Under an agreement reached earlier this year, the paper is publishing a separate, weekly six-page special section devoted to positive coverage of each university's news and events. Each of those sections include two columns authored by top university staffers.
In exchange, each university is paying the newspaper $275,000, supposedly for advertising that will appear in that section for one year. The sections began running on April 1.
The financial arrangement and partial control of content by the universities has some at the paper and on campus concerned.
"It does make me a little uncomfortable," said Bill Johnson, a Register columnist. "In this business, appearance is everything. Appearance-wise, it is a bit troubling. If you know people are paying for coverage does that affect the coverage? I would like to think we are way above that, writing good news to satisfy an advertiser."
Jeffrey Brody, a journalism professor at Cal State, Fullerton, and a former Register reporter, called it a "disguised advertorial."
"That's a breach of the wall between editorial and advertising of traditional newspapering," he said. "A newspaper should not be making these kinds of quid pro quo agreements. It seems that that does damage the credibility of the university."
A review of the most recent sections from April 15, 16, and 17, finds stories written by Register staffers, along with two pieces from each university's faculty or administration.
A half-page color ad for the university appears on the back page of each section.
The stories range from a review of the number of bronze busts on the Chapman campus to a report on UC-Irvine's annual "Undie Run." None of the stories could be described as critical of the school.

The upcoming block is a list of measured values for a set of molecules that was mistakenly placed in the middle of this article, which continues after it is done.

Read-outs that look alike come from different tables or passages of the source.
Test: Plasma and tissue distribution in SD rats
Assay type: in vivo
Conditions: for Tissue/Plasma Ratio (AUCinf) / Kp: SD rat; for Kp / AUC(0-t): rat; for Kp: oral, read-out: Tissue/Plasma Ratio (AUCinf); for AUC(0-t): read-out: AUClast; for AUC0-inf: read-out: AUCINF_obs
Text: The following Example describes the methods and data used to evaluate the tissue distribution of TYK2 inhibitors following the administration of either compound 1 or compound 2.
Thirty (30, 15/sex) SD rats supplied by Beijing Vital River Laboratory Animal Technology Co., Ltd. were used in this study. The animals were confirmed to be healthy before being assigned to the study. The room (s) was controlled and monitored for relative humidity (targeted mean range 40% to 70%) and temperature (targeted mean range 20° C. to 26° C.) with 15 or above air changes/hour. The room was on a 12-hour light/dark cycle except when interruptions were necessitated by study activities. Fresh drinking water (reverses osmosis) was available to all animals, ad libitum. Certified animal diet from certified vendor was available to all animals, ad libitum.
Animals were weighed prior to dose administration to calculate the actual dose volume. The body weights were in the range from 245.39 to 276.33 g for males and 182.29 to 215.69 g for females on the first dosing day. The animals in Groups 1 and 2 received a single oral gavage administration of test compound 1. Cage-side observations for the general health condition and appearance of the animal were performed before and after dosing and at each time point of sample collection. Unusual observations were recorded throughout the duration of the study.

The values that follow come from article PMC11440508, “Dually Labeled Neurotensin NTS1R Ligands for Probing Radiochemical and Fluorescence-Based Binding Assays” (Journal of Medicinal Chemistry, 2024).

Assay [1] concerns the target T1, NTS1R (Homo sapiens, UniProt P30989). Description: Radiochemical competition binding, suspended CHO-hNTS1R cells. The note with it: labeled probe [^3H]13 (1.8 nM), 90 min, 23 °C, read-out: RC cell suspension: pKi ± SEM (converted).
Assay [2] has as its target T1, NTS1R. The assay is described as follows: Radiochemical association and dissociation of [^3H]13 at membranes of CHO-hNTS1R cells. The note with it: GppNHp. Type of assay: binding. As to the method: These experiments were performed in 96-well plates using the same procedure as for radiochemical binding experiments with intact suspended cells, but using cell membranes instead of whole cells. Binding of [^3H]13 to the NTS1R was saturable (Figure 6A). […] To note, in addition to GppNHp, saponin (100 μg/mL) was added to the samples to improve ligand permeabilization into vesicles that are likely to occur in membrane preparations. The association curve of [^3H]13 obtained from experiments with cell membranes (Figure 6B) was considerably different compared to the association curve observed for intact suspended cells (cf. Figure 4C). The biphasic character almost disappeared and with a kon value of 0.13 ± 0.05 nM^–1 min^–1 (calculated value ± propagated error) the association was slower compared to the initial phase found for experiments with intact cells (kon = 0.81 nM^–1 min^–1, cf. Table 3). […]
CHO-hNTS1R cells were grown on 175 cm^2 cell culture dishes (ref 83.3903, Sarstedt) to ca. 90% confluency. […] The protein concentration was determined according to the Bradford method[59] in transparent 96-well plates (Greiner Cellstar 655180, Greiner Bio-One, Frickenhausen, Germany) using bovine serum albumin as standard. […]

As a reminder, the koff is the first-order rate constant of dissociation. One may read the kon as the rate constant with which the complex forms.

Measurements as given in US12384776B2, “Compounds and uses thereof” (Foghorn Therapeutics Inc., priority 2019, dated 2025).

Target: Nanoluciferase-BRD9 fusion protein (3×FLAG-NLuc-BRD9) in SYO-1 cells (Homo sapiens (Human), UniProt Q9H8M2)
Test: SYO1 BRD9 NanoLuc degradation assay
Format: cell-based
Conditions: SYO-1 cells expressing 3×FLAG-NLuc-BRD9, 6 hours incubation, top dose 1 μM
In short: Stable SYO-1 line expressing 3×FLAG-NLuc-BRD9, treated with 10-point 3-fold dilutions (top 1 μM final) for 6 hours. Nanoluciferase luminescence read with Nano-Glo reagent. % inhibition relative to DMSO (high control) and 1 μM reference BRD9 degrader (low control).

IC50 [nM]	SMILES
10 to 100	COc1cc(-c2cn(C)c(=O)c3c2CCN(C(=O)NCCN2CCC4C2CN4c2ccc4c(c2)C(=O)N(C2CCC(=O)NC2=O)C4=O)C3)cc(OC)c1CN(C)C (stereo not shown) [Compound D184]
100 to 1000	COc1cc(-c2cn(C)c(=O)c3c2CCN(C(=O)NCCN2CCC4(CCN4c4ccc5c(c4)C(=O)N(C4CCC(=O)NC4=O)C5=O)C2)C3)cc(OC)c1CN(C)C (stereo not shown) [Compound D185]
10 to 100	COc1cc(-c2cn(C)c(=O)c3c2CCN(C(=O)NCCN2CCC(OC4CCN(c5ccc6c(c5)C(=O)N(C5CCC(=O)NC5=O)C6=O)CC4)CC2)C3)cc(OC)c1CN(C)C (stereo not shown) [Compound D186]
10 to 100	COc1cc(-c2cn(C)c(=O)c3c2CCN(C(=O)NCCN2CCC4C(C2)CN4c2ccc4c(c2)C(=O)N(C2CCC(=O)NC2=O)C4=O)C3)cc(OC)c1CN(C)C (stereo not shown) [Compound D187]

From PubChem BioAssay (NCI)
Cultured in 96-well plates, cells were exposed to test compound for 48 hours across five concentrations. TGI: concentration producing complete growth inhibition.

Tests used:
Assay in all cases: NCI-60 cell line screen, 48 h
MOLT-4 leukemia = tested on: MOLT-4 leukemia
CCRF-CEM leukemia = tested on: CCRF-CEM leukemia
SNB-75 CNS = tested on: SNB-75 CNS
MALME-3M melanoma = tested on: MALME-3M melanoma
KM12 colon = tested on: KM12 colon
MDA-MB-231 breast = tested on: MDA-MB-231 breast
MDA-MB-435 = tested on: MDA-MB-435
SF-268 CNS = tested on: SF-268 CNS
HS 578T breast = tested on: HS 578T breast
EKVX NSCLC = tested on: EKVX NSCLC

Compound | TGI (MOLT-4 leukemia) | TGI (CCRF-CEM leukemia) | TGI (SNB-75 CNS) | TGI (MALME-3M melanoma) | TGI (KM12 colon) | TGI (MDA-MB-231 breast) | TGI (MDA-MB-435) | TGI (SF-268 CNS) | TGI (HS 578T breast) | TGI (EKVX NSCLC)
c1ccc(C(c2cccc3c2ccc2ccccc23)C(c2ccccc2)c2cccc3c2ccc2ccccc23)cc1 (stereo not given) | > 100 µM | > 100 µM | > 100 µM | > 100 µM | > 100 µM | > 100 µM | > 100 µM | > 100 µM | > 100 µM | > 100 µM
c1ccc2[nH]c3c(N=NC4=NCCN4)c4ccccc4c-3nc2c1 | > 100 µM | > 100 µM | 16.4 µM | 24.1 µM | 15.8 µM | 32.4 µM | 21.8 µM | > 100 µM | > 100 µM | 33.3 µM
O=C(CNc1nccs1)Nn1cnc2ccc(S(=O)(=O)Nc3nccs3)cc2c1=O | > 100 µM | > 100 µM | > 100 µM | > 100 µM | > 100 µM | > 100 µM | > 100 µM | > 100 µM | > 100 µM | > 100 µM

While newspapers often clearly label such content as "advertisement" or "advertorial," the only note related to the Register's arrangement is a small box on the inside of the page alongside the staff list stating "while the university is the section's primary advertising sponsor, all editorial decisions are independent of the university's control."
Pulitzer Prize-winning historian Robert Caro criticized conservative media coverage of President Obama during an appearance in New York City, describing it as "something quite horrible" and venomous.
Caro, known for his biographies of President Lyndon Johnson, spoke during a March 29 interview at Strand Books in Manhattan conducted by New York magazine writer Frank Rich as part of promotion for the paperback version of his fourth Johnson book, The Passage of Power.
Caro, who won Pulitzer Prizes for his third Johnson book, Master of the Senate, and his 1975 book about Robert Moses, has long used newspaper and media coverage in his research about U.S. political history.
Asked by Media Matters what he thought of today's conservative media coverage given his experience with historic news accounts, Caro said there had been strong conservative news coverage of past political figures, but stressed today's approach is worse.
"I think today is something [different], the venom, the absolute venom, whatever we think is really underneath it all, it is something quite horrible," he said, later adding, "Here in New York you live in a different world. I was just giving some lectures and you know when you get out in the rest of the country you realize the depth of the anti-Obama feeling."
Caro's comments follow years of conservative media figures smearing President Obama and his family with outlandish conspiracies, regular falsehoods, trumped-up pseudoscandals, and outright attacks.
Dick Morris is working with Republican National Committee Chair Reince Priebus on a new television advertisement that will include Preibus seeking to attract Latino voters, Morris revealed during an appearance in New York City Thursday.